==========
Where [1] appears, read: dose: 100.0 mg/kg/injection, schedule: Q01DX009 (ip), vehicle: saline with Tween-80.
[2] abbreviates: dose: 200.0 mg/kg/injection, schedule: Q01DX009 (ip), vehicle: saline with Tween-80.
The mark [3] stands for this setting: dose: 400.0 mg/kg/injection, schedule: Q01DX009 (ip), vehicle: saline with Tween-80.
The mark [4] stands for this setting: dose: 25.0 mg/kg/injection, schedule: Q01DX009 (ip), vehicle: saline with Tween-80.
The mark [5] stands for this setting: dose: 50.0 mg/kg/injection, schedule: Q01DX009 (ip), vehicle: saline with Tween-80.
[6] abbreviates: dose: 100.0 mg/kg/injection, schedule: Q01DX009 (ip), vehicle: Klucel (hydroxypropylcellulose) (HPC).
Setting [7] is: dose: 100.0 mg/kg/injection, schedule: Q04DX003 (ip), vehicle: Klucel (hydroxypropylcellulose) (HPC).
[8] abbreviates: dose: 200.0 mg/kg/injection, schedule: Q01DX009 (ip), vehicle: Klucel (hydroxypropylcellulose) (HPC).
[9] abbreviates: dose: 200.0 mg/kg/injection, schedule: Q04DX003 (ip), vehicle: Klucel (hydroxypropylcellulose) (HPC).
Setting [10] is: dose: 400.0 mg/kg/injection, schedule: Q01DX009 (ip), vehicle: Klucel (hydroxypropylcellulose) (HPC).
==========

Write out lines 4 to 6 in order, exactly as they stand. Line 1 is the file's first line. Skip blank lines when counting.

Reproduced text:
The mark [4] stands for this setting: dose: 25.0 mg/kg/injection, schedule: Q01DX009 (ip), vehicle: saline with Tween-80.
The mark [5] stands for this setting: dose: 50.0 mg/kg/injection, schedule: Q01DX009 (ip), vehicle: saline with Tween-80.
[6] abbreviates: dose: 100.0 mg/kg/injection, schedule: Q01DX009 (ip), vehicle: Klucel (hydroxypropylcellulose) (HPC).